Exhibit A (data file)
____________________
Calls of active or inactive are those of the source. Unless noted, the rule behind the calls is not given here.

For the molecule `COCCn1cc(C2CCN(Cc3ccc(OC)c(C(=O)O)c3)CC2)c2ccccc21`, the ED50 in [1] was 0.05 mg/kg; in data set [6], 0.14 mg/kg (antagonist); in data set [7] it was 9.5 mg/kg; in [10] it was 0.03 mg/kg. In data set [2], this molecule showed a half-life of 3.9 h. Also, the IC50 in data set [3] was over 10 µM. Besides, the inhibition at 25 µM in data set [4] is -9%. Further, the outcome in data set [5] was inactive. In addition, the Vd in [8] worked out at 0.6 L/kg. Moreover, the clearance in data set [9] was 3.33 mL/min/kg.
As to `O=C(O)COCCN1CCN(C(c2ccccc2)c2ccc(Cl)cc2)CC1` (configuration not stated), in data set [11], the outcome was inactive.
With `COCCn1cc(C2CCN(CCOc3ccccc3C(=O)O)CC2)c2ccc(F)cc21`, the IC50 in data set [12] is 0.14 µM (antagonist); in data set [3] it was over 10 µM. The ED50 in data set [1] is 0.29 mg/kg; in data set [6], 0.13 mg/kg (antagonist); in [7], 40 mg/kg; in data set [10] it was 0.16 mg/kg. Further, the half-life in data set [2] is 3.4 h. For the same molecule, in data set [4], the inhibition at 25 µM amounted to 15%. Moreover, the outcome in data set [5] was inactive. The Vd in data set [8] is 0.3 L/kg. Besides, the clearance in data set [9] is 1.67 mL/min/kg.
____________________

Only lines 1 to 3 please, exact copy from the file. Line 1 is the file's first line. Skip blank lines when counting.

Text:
Calls of active or inactive are those of the source. Unless noted, the rule behind the calls is not given here.

For the molecule `COCCn1cc(C2CCN(Cc3ccc(OC)c(C(=O)O)c3)CC2)c2ccccc21`, the ED50 in [1] was 0.05 mg/kg; in data set [6], 0.14 mg/kg (antagonist); in data set [7] it was 9.5 mg/kg; in [10] it was 0.03 mg/kg. In data set [2], this molecule showed a half-life of 3.9 h. Also, the IC50 in data set [3] was over 10 µM. Besides, the inhibition at 25 µM in data set [4] is -9%. Further, the outcome in data set [5] was inactive. In addition, the Vd in [8] worked out at 0.6 L/kg. Moreover, the clearance in data set [9] was 3.33 mL/min/kg.
As to `O=C(O)COCCN1CCN(C(c2ccccc2)c2ccc(Cl)cc2)CC1` (configuration not stated), in data set [11], the outcome was inactive.